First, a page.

At least 4,400 people have been arrested over days of protests, according to
a tally compiled by The Associated Press. Arrests ranged from stealing and
blocking highways to breaking curfew.
In Salt Lake City, an activist leader condemned the destruction of property
but said broken buildings shouldn't be mourned on the same level as black men
"Maybe this country will get the memo that we are sick of police murdering
unarmed black men," said Lex Scott, founder of Black Lives Matter Utah. "Maybe
the next time a white police officer decides to pull the trigger, he will
picture cities burning."
Yet thousands still marched peacefully in Phoenix, Albuquerque and other
cities, with some calling for an end to the fires, vandalism and theft, saying
it weakened calls for justice and reform.
In downtown Atlanta, authorities fired tear gas to disperse hundreds of
demonstrators. Mayor Keisha Lance Bottoms said t wo officers had been fired and
three placed on desk duty after video showed police surrounding a car Saturday,
and using stun guns on the man and woman inside.
In Los Angeles, a police SUV accelerated into several protesters in a
street, knocking two people to the ground. Nearby in Santa Monica, not far from
a peaceful demonstration, groups broke into stores, walking out with boxes of
shoes and folding chairs, among other items. A fire broke out at a restaurant
across the street. Scores swarmed into nearby outlet stores in Long Beach. Some
hauled armloads of clothing from a Forever 21 store away in garbage bags.
In Minneapolis, the officer who pressed his knee onto Floyd's neck has been
charged with murder, but protesters are demanding the other three officers at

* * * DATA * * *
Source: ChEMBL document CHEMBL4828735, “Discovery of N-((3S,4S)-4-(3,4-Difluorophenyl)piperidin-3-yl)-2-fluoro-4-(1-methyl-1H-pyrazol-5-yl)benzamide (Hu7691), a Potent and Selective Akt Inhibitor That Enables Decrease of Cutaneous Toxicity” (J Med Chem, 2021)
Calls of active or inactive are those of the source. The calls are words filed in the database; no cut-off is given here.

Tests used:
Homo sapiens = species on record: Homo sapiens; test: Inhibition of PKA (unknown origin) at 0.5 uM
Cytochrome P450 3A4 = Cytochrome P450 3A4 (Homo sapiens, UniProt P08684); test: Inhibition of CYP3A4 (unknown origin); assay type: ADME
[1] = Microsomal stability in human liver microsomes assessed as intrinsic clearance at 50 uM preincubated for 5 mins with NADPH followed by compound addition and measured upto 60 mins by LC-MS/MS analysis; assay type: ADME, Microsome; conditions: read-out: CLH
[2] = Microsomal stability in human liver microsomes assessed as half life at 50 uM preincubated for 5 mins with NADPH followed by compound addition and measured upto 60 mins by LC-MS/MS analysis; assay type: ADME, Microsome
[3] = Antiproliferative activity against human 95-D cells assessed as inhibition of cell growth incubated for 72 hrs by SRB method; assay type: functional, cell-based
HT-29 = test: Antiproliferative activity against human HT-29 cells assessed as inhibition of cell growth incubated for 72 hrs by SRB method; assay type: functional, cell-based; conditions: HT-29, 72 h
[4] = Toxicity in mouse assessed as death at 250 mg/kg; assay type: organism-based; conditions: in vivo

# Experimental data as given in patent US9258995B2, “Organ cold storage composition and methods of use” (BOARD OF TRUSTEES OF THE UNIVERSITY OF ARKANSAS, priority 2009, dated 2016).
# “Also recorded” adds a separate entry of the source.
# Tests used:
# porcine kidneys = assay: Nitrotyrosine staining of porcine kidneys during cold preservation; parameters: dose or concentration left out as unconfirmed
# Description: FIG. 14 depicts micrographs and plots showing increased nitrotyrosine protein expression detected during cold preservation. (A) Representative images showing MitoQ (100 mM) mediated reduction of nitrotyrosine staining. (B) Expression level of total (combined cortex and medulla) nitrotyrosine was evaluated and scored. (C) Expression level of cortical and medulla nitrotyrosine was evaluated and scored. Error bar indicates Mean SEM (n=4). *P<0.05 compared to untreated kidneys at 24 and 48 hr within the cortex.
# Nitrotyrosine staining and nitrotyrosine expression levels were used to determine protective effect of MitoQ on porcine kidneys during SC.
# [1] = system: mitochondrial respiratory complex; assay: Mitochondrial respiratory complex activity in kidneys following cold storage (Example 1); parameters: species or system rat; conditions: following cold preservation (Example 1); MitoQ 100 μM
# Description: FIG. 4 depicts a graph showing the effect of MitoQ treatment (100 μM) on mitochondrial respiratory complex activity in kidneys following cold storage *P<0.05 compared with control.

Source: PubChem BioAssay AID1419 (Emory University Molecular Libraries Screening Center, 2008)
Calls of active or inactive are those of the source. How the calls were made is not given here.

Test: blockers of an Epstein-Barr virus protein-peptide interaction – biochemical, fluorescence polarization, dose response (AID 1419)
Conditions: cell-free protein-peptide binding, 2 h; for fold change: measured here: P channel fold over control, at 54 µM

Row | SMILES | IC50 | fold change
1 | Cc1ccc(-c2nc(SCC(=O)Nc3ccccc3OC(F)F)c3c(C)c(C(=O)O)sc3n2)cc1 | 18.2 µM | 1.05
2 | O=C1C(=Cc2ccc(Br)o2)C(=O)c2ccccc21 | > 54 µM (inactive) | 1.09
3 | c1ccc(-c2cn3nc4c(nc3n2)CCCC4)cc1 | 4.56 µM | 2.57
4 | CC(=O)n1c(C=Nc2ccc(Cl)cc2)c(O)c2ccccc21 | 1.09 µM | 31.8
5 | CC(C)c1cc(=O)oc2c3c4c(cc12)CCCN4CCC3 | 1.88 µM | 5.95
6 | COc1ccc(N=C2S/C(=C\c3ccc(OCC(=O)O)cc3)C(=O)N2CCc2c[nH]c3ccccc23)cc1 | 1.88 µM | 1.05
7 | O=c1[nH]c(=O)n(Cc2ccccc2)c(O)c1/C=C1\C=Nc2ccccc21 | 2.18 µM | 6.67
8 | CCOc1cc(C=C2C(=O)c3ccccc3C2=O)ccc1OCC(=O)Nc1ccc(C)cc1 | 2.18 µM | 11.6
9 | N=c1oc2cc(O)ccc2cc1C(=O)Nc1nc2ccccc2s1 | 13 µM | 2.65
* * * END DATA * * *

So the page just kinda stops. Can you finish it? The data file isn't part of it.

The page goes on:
the scene be prosecuted. All four were fired.
"We're not done," said Darnella Wade, an organizer for Black Lives Matter in
neighboring St. Paul, where thousands gathered peacefully in front of the state
Capitol. "They sent us the military, and we only asked them for arrests."
Minnesota Gov. Tim Walz brought in thousands of National Guard soldiers on
Saturday to help quell violence that had damaged or destroyed hundreds of
buildings in Minneapolis over days of protests. That appeared to help minimize
unrest, but thousands marching on a closed freeway were shaken when a
semitrailer rolled into their midst.
Disgust over generations of racism in a country founded by slaveholders
combined with a string of recent racially charged killings to stoke the anger.
Adding to that was angst from lockdowns brought on by the pandemic, which has
disproportionately hurt communities of color, not only in terms of infections
but in job losses and economic stress.
The droves of people congregating for demonstrations threatened to trigger
new outbreaks, a fact overshadowed by the boiling tensions.
In Indianapolis, two people were reported dead in bursts of downtown
violence this weekend, adding to deaths reported in Detroit and Minneapolis.
In tweets Sunday, Trump blamed anarchists and the media for fueling
violence. Attorney General William Barr pointed a finger at "far left
extremist" groups. Police chiefs and politicians accused outsiders of causing
At the Minneapolis intersection where Floyd was killed, people gathered with
brooms and flowers, saying it was important to protect what they called a
Among those in Minneapolis was Michael Brown Sr., the father of Michael
Brown, whose killing by a police officer in Ferguson, Missouri, set off unrest
"I understand what this family is feeling. I understand what this community
is feeling," he said.